“Promotion need not be the only way to increase the percentage of women at the top. We also want to recruit women through new appointments. We are therefore now recommending that a search committee be formed every time a vacant professorship is advertised. The committee’s mandate will be to find qualified female applicants,” adds Rice.
Strong leadership fosters gender equality
Rice points out that a focus on gender equality is part of the cultural framework at the workplace. That culture is shaped largely by the leadership.
“We can’t just state in the action plan that we want to have 30 per cent women in top-level positions and then sit down and wait for something to happen by itself. Nothing is going to happen that way. Instead we need to make a targeted, concerted effort to improve the gender balance. This requires commitment from the leadership.”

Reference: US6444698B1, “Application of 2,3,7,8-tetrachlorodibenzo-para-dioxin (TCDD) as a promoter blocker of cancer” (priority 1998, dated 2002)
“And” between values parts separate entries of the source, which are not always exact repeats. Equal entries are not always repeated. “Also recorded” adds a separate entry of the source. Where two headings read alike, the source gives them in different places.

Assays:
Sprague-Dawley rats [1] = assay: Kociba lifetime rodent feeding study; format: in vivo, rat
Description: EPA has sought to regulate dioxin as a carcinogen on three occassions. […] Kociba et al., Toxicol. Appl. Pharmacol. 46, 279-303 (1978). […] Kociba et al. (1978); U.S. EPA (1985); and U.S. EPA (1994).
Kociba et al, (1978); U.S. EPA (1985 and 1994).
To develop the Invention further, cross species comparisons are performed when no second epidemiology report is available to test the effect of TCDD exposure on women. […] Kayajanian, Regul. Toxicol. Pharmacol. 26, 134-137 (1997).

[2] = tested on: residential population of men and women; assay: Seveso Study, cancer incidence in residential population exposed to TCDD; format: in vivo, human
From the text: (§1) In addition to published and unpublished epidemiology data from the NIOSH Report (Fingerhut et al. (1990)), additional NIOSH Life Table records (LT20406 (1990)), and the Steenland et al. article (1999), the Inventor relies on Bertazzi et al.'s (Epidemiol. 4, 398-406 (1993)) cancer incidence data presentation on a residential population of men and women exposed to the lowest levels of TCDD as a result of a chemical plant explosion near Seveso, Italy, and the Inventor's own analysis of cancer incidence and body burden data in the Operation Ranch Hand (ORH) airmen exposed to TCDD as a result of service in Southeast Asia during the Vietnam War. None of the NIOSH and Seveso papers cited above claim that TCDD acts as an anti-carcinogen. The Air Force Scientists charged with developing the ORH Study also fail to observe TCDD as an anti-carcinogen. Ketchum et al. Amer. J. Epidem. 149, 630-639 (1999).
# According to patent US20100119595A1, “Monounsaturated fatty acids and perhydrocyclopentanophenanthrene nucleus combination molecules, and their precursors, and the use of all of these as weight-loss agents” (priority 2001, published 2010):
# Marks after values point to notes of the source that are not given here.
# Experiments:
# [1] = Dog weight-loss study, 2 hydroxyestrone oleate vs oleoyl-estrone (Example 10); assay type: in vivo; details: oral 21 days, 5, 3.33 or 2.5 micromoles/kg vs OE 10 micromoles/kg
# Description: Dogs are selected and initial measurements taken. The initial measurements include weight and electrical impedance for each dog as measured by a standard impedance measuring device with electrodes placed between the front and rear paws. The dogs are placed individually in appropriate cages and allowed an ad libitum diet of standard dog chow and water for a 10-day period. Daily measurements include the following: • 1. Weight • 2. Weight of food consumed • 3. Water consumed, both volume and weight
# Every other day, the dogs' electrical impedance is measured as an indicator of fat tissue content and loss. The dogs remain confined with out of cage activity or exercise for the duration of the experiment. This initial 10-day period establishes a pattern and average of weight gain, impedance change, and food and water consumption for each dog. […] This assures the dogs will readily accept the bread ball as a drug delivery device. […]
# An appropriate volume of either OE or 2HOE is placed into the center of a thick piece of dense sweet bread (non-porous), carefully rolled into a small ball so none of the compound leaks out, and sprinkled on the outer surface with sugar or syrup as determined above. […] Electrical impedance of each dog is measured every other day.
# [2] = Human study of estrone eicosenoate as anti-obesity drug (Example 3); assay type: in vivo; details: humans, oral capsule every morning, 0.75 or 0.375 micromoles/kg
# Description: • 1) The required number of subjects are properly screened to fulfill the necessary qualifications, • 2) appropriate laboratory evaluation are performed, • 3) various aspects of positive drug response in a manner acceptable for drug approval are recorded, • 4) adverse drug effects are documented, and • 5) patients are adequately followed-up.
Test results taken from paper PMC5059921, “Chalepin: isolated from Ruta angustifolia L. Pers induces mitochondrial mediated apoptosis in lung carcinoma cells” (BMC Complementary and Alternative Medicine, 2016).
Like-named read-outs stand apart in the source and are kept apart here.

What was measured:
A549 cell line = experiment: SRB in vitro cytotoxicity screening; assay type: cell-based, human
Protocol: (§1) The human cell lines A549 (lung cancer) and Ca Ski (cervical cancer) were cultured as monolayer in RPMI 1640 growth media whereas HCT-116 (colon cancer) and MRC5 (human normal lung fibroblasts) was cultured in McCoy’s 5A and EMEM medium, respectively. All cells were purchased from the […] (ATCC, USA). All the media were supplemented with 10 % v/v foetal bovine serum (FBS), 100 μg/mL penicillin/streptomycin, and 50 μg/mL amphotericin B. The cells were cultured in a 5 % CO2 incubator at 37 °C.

He believes that many university employees have an unnecessarily sceptical view of leadership in general.
“When I was appointed head of department at the university many years ago, the duties of the position included preparing teaching plans and scheduling examinations – in other words, a purely administrative function which did not have much to do with leadership,” he explains.
According to Rice, leadership as a concept is not adequately understood. He believes that being a leader involves giving employees advice and feedback so that they know whether they are doing a good job and so they can develop their expertise.
“I believe that when we focus on leadership development, we also give a boost to gender equality efforts. The Rector Management Group has launched an extensive leadership development programme involving many different groups within the organisation. We hope this makes the university a better place to work, for women and men alike, and that it has a positive impact on the gender balance,” he continues.
Break down the hierarchies